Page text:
Reporter gets stonewalled by Microsoft when asking about Xbox 360 hardware failures

Dean Takahashi, San Jose Mercury News reporter and author of two books on Xbox and Xbox 360, published in his blog a question and answer session with Todd Holmdahl, Microsoft’s corporate vice president of Gaming and Xbox Products Group. Takahashi describes Holmdahl as “ultimately responsible for the quality of the game console, having spearheaded the hardware side of both the original Xbox and the Xbox 360.” Holmdahl was previously a part of Microsoft’s hardware division, which designs the company’s branded mice and keyboards.

A hot topic ever since the launch of the Xbox 360 is the seemingly high defect rate of the console. Takahashi poses question after question regarding Xbox 360 failures to the man who ran the design and manufacturing teams for the console, only to be stonewalled on the topic of hardware yields and reliability.

On the anecdotal evidence that the Xbox 360 quality isn’t up to par, including a user who went through seven machines, Holmdahl responds, “We’re very proud of the box. We think the vast majority of people are having just a great experience. You look at the number of games they are buying, the number of accessories they are buying, the Live attach. They love the box. They continue to buy the box. That said, we take any customer issue very seriously. We continue to look into these things very deeply. You have seen we have made some changes to our customer service policy.”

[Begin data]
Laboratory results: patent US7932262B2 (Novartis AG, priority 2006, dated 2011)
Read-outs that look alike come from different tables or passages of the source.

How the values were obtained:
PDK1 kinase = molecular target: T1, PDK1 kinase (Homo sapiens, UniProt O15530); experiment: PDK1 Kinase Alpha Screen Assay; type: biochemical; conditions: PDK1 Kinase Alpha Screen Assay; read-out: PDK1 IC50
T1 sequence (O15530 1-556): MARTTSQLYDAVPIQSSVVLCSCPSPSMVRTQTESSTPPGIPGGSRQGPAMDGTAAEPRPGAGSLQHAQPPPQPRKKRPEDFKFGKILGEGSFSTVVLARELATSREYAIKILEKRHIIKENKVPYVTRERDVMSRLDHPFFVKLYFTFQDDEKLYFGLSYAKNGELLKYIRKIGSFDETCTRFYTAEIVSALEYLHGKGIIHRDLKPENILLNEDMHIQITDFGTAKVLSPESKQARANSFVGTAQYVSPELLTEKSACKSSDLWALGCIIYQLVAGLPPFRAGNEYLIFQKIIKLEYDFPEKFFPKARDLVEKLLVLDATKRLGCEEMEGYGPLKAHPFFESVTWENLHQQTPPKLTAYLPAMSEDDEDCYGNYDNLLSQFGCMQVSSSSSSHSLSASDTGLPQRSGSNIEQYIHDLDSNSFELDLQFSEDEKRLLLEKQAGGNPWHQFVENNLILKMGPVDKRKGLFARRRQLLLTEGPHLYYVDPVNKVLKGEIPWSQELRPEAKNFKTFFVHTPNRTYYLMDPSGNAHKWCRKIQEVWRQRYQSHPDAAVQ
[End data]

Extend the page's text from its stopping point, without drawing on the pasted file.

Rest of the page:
Holmdahl then sidesteps a question about a normal return rate for the console by saying only, “We continue to say the vast majority of the people are really happy with it.” Asked differently about whether or not the Xbox 360 falls into the ‘normal’ three to five percent return rate, Holmdahl said, “We don’t disclose the actual number,” and “We don’t comment on that.”

Moving away from sensitive percentages, the interviewer suggests that the Xbox 360 has a higher rate of user complaints than the PlayStation 3 and the Wii, to which the Holmdahl responds, “I would go back and say the vast majority of people love their experience. We continue to go back and address all of these issues on a case by case basis. There is a vocal minority out there. We go off and try to address their issues as quickly and as pain free as possible.”

Relentless in his questioning, Takahashi poses that a high defect rate could ruin Microsoft’s business model and profits. Holmdahl retorts, “I would say we don’t have a high defect rate. The vast majority of people are really excited about their product, and that we are targeting profitability for next year.”

Regardless of what the official line is on the reliability of the Xbox 360, many of the console’s potential owners are waiting for a chip die shrink to 65nm in hopes of improved reliability. Moving from the current console’s 90nm to 65nm should mean a cooler running box that is less prone to heat issues.

Holmdahl refuses to acknowledge any reliability benefit from moving to 65nm, saying: “Whether it is 90nm or 65nm, we have a high quality bar we target... The quality is good at both of those... We continue to redesign the box, continue to drive costs out. We don’t talk about the specifics of it.”

One of the last attempts at cracking the issue of Xbox 360 hardware failures, the interviewer asks what the top reason is for a hardware return. Holmdahl parrots once again, There are no systematic issues. The vast majority of the people just love the product, have a great experience with it. When there is an issue, we get on it and address it as quickly as possible.”

"It looks like the iPhone 4 might be their Vista, and I'm okay with that." -- Microsoft COO Kevin Turner

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